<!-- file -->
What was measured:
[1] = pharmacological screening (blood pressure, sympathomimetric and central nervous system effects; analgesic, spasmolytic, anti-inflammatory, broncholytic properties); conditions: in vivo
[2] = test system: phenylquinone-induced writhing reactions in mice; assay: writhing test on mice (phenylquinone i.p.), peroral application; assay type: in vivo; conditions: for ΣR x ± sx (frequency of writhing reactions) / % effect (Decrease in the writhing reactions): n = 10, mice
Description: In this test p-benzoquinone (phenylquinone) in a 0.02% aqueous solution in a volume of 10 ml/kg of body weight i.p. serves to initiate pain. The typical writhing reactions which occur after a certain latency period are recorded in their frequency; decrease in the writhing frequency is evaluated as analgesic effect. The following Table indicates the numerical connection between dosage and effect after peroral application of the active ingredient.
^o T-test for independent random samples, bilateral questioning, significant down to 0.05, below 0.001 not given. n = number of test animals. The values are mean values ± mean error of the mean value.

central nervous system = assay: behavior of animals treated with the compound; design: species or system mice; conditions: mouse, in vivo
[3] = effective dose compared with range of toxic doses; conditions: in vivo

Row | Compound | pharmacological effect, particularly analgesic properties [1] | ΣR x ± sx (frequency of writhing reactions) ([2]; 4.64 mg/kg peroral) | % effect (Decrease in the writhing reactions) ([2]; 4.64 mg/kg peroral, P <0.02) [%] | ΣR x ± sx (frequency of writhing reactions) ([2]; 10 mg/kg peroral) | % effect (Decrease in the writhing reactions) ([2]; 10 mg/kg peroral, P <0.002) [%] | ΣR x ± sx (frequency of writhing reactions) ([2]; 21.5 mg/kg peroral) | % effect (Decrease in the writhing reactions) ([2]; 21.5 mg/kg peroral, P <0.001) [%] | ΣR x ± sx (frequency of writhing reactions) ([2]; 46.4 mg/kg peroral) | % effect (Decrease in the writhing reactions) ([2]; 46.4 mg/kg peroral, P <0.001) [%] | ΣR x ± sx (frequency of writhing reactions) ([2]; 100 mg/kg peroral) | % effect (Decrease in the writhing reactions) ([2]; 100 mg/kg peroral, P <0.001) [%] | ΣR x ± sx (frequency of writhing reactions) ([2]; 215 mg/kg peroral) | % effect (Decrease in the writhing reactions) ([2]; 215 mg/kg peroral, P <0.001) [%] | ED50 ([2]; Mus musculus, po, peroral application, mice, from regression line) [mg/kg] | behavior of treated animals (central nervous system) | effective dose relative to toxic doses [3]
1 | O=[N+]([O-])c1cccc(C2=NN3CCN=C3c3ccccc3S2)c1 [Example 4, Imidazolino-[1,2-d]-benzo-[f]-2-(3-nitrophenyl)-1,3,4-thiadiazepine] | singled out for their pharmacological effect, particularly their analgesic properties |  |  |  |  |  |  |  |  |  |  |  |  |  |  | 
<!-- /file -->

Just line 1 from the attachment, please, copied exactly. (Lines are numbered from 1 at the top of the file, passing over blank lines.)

What was measured: